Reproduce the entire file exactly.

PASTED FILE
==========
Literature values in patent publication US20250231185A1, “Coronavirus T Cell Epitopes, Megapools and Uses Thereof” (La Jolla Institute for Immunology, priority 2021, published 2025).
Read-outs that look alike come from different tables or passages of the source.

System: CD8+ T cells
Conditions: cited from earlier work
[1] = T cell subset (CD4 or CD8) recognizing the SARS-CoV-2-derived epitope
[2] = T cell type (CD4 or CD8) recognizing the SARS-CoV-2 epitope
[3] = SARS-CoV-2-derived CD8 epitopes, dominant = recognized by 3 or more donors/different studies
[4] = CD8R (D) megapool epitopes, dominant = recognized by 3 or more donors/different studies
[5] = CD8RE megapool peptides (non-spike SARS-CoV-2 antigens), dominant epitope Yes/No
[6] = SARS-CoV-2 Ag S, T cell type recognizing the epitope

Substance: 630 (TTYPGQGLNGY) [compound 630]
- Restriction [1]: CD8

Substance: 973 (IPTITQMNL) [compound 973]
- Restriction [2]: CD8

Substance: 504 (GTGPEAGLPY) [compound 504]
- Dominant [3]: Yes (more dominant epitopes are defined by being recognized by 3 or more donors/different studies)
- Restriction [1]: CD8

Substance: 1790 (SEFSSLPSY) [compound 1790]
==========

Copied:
Literature values in patent publication US20250231185A1, “Coronavirus T Cell Epitopes, Megapools and Uses Thereof” (La Jolla Institute for Immunology, priority 2021, published 2025).
Read-outs that look alike come from different tables or passages of the source.

System: CD8+ T cells
Conditions: cited from earlier work
[1] = T cell subset (CD4 or CD8) recognizing the SARS-CoV-2-derived epitope
[2] = T cell type (CD4 or CD8) recognizing the SARS-CoV-2 epitope
[3] = SARS-CoV-2-derived CD8 epitopes, dominant = recognized by 3 or more donors/different studies
[4] = CD8R (D) megapool epitopes, dominant = recognized by 3 or more donors/different studies
[5] = CD8RE megapool peptides (non-spike SARS-CoV-2 antigens), dominant epitope Yes/No
[6] = SARS-CoV-2 Ag S, T cell type recognizing the epitope

Substance: 630 (TTYPGQGLNGY) [compound 630]
- Restriction [1]: CD8

Substance: 973 (IPTITQMNL) [compound 973]
- Restriction [2]: CD8

Substance: 504 (GTGPEAGLPY) [compound 504]
- Dominant [3]: Yes (more dominant epitopes are defined by being recognized by 3 or more donors/different studies)
- Restriction [1]: CD8

Substance: 1790 (SEFSSLPSY) [compound 1790]